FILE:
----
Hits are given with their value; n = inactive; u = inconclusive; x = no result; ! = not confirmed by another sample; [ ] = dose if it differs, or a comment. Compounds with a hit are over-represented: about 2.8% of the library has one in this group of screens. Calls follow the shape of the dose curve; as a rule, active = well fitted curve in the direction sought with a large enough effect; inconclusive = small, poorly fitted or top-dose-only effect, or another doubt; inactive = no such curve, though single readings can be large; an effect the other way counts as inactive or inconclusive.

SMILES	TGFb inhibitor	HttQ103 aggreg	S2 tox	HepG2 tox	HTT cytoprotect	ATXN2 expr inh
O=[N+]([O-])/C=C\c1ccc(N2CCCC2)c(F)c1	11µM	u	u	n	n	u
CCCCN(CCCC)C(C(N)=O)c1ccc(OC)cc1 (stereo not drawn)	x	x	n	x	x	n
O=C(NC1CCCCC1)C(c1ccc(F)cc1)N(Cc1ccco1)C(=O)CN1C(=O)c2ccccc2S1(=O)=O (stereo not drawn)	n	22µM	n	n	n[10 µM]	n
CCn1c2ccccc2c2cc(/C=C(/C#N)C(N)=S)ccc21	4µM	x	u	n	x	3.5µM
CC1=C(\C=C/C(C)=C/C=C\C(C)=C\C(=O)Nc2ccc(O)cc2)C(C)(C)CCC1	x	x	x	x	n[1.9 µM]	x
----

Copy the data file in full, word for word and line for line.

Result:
Hits are given with their value; n = inactive; u = inconclusive; x = no result; ! = not confirmed by another sample; [ ] = dose if it differs, or a comment. Compounds with a hit are over-represented: about 2.8% of the library has one in this group of screens. Calls follow the shape of the dose curve; as a rule, active = well fitted curve in the direction sought with a large enough effect; inconclusive = small, poorly fitted or top-dose-only effect, or another doubt; inactive = no such curve, though single readings can be large; an effect the other way counts as inactive or inconclusive.

SMILES	TGFb inhibitor	HttQ103 aggreg	S2 tox	HepG2 tox	HTT cytoprotect	ATXN2 expr inh
O=[N+]([O-])/C=C\c1ccc(N2CCCC2)c(F)c1	11µM	u	u	n	n	u
CCCCN(CCCC)C(C(N)=O)c1ccc(OC)cc1 (stereo not drawn)	x	x	n	x	x	n
O=C(NC1CCCCC1)C(c1ccc(F)cc1)N(Cc1ccco1)C(=O)CN1C(=O)c2ccccc2S1(=O)=O (stereo not drawn)	n	22µM	n	n	n[10 µM]	n
CCn1c2ccccc2c2cc(/C=C(/C#N)C(N)=S)ccc21	4µM	x	u	n	x	3.5µM
CC1=C(\C=C/C(C)=C/C=C\C(C)=C\C(=O)Nc2ccc(O)cc2)C(C)(C)CCC1	x	x	x	x	n[1.9 µM]	x